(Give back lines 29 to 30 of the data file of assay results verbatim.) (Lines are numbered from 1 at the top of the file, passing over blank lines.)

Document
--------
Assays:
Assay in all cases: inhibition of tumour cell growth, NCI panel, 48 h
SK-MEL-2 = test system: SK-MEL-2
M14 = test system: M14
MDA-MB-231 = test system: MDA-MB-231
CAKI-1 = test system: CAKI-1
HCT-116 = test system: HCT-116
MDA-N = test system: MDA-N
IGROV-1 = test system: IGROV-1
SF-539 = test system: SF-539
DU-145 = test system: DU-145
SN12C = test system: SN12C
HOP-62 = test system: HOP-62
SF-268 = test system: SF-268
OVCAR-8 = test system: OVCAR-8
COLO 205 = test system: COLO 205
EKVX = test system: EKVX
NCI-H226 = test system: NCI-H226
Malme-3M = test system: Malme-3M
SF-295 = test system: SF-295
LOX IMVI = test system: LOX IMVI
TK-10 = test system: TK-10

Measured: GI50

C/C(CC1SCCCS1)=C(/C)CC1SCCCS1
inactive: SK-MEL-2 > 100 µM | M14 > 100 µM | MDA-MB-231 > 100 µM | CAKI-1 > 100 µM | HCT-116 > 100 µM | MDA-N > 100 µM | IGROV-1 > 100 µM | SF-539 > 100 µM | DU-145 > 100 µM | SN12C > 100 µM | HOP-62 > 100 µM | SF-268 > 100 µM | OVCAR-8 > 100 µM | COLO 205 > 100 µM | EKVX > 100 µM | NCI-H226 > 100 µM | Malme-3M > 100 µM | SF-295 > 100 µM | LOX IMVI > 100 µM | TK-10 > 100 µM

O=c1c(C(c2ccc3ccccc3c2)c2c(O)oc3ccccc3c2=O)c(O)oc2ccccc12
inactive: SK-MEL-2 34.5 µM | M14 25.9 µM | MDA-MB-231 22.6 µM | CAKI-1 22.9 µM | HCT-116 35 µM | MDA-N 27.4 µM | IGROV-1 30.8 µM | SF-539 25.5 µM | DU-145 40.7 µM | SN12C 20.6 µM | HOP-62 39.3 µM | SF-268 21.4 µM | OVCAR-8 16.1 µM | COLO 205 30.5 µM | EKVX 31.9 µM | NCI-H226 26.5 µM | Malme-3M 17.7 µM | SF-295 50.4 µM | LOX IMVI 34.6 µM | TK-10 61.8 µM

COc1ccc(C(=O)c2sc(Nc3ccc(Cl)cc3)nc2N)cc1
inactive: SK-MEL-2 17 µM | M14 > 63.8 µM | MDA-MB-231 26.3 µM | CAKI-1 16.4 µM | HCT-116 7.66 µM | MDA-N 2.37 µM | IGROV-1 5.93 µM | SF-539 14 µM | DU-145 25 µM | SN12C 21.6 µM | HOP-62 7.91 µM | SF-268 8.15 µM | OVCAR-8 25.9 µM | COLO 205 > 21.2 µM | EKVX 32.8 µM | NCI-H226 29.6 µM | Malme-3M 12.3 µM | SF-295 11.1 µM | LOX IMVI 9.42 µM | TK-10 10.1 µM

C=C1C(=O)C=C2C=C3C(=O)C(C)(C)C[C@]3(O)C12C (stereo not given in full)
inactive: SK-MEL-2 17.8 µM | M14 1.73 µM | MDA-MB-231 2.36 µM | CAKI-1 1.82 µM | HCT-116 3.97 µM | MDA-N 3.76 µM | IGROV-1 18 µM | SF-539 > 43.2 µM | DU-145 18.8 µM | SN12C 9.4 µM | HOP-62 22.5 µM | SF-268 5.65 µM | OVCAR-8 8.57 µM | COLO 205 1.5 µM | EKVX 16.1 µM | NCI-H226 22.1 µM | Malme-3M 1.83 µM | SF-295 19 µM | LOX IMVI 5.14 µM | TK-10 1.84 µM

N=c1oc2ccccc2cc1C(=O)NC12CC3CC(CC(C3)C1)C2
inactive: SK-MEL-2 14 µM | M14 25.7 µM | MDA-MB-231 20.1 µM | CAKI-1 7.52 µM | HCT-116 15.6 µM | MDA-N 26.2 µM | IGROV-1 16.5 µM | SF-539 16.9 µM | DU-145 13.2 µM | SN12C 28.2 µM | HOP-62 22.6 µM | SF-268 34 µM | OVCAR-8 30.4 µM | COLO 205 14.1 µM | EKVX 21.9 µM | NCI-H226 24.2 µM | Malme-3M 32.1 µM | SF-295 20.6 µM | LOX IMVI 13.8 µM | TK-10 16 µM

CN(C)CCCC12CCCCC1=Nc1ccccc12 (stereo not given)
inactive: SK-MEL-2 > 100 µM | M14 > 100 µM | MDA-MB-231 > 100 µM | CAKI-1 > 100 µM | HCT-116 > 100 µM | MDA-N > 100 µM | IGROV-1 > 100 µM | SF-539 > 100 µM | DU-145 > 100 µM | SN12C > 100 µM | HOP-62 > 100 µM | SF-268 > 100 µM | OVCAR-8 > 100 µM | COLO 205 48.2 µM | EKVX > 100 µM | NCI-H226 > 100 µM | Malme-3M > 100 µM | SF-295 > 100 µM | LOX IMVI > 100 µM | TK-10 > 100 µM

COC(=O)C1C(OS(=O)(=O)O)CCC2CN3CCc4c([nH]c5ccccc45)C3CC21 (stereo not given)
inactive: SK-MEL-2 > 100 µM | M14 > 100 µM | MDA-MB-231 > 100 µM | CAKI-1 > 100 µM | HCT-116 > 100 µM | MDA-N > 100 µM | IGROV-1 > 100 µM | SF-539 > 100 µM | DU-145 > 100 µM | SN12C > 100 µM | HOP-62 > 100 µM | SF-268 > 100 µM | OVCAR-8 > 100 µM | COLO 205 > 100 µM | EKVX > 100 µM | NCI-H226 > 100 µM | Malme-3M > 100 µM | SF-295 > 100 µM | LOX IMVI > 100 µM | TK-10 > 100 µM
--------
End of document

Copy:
inactive: SK-MEL-2 17 µM | M14 > 63.8 µM | MDA-MB-231 26.3 µM | CAKI-1 16.4 µM | HCT-116 7.66 µM | MDA-N 2.37 µM | IGROV-1 5.93 µM | SF-539 14 µM | DU-145 25 µM | SN12C 21.6 µM | HOP-62 7.91 µM | SF-268 8.15 µM | OVCAR-8 25.9 µM | COLO 205 > 21.2 µM | EKVX 32.8 µM | NCI-H226 29.6 µM | Malme-3M 12.3 µM | SF-295 11.1 µM | LOX IMVI 9.42 µM | TK-10 10.1 µM

C=C1C(=O)C=C2C=C3C(=O)C(C)(C)C[C@]3(O)C12C (stereo not given in full)